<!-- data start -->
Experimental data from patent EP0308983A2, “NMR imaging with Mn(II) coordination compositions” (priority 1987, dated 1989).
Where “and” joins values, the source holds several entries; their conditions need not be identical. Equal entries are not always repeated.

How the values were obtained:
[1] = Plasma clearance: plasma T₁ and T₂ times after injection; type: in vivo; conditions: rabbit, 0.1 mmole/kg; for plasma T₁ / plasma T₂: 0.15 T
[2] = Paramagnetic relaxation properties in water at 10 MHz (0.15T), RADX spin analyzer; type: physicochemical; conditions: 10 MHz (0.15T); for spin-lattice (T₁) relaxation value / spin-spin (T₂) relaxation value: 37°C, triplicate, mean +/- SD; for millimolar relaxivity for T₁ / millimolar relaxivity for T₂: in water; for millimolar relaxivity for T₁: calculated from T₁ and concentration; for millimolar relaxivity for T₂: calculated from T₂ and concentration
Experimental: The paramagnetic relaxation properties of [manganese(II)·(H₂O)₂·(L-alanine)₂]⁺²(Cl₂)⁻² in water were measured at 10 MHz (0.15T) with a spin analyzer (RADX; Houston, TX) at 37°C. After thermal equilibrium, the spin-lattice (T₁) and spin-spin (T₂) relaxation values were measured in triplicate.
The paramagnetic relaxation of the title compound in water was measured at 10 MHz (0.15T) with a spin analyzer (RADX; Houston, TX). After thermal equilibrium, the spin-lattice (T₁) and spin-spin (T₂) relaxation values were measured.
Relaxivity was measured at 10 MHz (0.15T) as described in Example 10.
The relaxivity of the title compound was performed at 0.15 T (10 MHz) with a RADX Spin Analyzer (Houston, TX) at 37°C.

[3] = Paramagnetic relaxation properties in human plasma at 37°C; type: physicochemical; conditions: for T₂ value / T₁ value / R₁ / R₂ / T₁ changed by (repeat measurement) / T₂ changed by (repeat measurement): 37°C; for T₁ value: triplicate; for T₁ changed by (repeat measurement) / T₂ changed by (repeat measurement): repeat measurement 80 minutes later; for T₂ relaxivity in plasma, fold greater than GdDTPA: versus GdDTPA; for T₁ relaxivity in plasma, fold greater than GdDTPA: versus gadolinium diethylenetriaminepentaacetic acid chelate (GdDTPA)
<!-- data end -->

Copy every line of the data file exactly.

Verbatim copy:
Experimental data from patent EP0308983A2, “NMR imaging with Mn(II) coordination compositions” (priority 1987, dated 1989).
Where “and” joins values, the source holds several entries; their conditions need not be identical. Equal entries are not always repeated.

How the values were obtained:
[1] = Plasma clearance: plasma T₁ and T₂ times after injection; type: in vivo; conditions: rabbit, 0.1 mmole/kg; for plasma T₁ / plasma T₂: 0.15 T
[2] = Paramagnetic relaxation properties in water at 10 MHz (0.15T), RADX spin analyzer; type: physicochemical; conditions: 10 MHz (0.15T); for spin-lattice (T₁) relaxation value / spin-spin (T₂) relaxation value: 37°C, triplicate, mean +/- SD; for millimolar relaxivity for T₁ / millimolar relaxivity for T₂: in water; for millimolar relaxivity for T₁: calculated from T₁ and concentration; for millimolar relaxivity for T₂: calculated from T₂ and concentration
Experimental: The paramagnetic relaxation properties of [manganese(II)·(H₂O)₂·(L-alanine)₂]⁺²(Cl₂)⁻² in water were measured at 10 MHz (0.15T) with a spin analyzer (RADX; Houston, TX) at 37°C. After thermal equilibrium, the spin-lattice (T₁) and spin-spin (T₂) relaxation values were measured in triplicate.
The paramagnetic relaxation of the title compound in water was measured at 10 MHz (0.15T) with a spin analyzer (RADX; Houston, TX). After thermal equilibrium, the spin-lattice (T₁) and spin-spin (T₂) relaxation values were measured.
Relaxivity was measured at 10 MHz (0.15T) as described in Example 10.
The relaxivity of the title compound was performed at 0.15 T (10 MHz) with a RADX Spin Analyzer (Houston, TX) at 37°C.

[3] = Paramagnetic relaxation properties in human plasma at 37°C; type: physicochemical; conditions: for T₂ value / T₁ value / R₁ / R₂ / T₁ changed by (repeat measurement) / T₂ changed by (repeat measurement): 37°C; for T₁ value: triplicate; for T₁ changed by (repeat measurement) / T₂ changed by (repeat measurement): repeat measurement 80 minutes later; for T₂ relaxivity in plasma, fold greater than GdDTPA: versus GdDTPA; for T₁ relaxivity in plasma, fold greater than GdDTPA: versus gadolinium diethylenetriaminepentaacetic acid chelate (GdDTPA)